A change in how the state government funds local career and technical education programs could disproportionately impact rural districts in northern Maine, according to the superintendent of Maine School Administrative District 1.
PRESQUE ISLE, Maine — A change in how the state government funds local career and technical education programs could disproportionately impact rural districts in northern Maine, according to Brian Carpenter, superintendent of Maine School Administrative District 1.
The Maine Department of Education has changed its CTE funding policy, effective for the current fiscal year, to a per-student-based reimbursement model. The policy replaces a long-standing model of cost-based funding, where districts are reimbursed for their CTE costs plus inflation.
Carpenter said that change, even though it includes provisions for additional funding for the first three years, could leave many rural districts with gaps in CTE funding that may have to be covered by local taxpayers.
“This is being pushed by larger CTE centers downstate,” who have more students and will garner more funding under the change, Carpenter maintains.
Drafting and engineering students at the Presque Isle Regional Career and Technical Center use computer-aided drafting, CAD or AutoCAD, to see their designs take shape. (Files photo | Contributed)
Under the new policy, SAD1’s $1.6 million annual CTE program will fall $75,000 short this year, requiring that gap to be made up with local funds, Carpenter said. If the full policy were in effect, as is planned within three years, SAD 1 would be short $400,000, he said.
“The governor wants more kids in CTE, yet he’s cutting the funding and it’s impacting northern Maine specifically,” Carpenter said. “I’ve talked to legislators and I’ve talked to DOE officials about it.”
The changes would also impact CTE programs in Caribou, Houlton and the St. John Valley, Carpenter said.
CTE programs are usually hosted by larger districts and serve students from surrounding districts, who cover the transportation costs for their students and are later reimbursed by the state. Students from Mars Hill or Fort Fairfield, for instance, can take CTE classes in Presque Isle in areas such as agriculture or computer-aided design.
Caribou and Presque Isle each offer CTE programs that serve students from around central Aroostook County, but have little overlap other than building trades, Carpenter said. Presque Isle’s CTE program serves approximately 126 students and Caribou’s 167.
Carpenter said the largest problem with the state’s new funding policy is that it apparently does not provide any additional money for purchasing equipment. He is skeptical whether the policy’s three year “hold harmless” provision will allow districts to gather funds for equipment purchases.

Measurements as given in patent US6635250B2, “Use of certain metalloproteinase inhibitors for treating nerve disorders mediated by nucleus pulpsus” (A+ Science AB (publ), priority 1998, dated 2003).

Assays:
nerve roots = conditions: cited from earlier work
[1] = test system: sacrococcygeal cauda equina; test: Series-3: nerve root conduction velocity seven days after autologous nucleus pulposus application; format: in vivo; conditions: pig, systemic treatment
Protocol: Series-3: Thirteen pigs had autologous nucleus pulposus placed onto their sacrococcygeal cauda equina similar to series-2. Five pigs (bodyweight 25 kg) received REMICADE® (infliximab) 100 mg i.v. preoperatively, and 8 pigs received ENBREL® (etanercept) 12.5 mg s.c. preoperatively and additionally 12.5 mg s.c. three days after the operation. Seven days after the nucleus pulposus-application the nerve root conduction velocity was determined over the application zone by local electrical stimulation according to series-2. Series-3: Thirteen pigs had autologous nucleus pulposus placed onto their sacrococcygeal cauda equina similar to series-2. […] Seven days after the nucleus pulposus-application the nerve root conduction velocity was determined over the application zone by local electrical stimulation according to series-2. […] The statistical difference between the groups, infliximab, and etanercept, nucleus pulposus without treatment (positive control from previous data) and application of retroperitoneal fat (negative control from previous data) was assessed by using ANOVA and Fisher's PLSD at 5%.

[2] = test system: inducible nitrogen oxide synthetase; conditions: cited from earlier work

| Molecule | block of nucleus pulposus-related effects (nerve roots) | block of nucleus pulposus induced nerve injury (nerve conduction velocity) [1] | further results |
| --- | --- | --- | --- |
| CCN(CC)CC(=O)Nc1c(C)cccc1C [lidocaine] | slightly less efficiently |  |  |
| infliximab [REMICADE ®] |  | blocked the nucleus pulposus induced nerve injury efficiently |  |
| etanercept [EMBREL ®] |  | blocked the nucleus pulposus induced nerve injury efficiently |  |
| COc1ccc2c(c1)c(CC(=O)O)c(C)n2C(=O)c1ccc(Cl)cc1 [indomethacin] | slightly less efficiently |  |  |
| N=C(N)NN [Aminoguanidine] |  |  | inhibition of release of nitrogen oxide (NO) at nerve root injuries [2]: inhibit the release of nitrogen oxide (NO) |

For instance, Caribou has a heavy equipment operation program and Houlton has a mechanized logging program, both of which require regular equipment upgrades.
“If I’m going down to Houlton to buy a new tree harvester, that’s $1.2 million. If I’m going to Caribou, I’m going to need a new excavator for $300,000,” Carpenter said. “If we’re not having equipment that’s state-of-the-art, then students leaving these programs will not be certified to run the equipment that’s out there,” he added.
Rachel Paling, director of communications for the Maine Department of Education, challenged Carpenter’s assertions that the new model would leave rural CTE programs struggling.
“No CTE school is losing and, in fact, a rural CTE school such as Region 2 [serving southern Aroostook] actually benefits from the model,” Paling wrote in an email.
Paling said that for CTE programs not meeting the new model’s funding allocations, the DOE “will be working with each school individually to determine why the school does not align with the model and what action might be necessary, either on the part of the school to align costs to the model or through changes to the model.”
Paling added the new model does not include equipment funding, but that CTE equipment purchases will be funded by an additional $1 million to the state’s CTE equipment grant and that there may be an equipment bond program approved by the Legislature.
Carpenter said the new CTE funding policy creates an air of uncertainty for districts that manage CTE programs and those that send students to them.
“For a small district up here to take part in the program, that could be the death toll for CTE because the smaller districts won’t be able to support it with smaller budgets. They’re not going to pay to have their students come.”
Whether or not the policy could be amended is also uncertain. “You’re fighting an upstream battle now to get it changed. We don’t have the legislative power to change it,” Carpenter said.
“It’s going to be wait and see,” he said, noting that this time next year Maine will have a new governor. “We’ll have to cross the other bridge when we come to it.”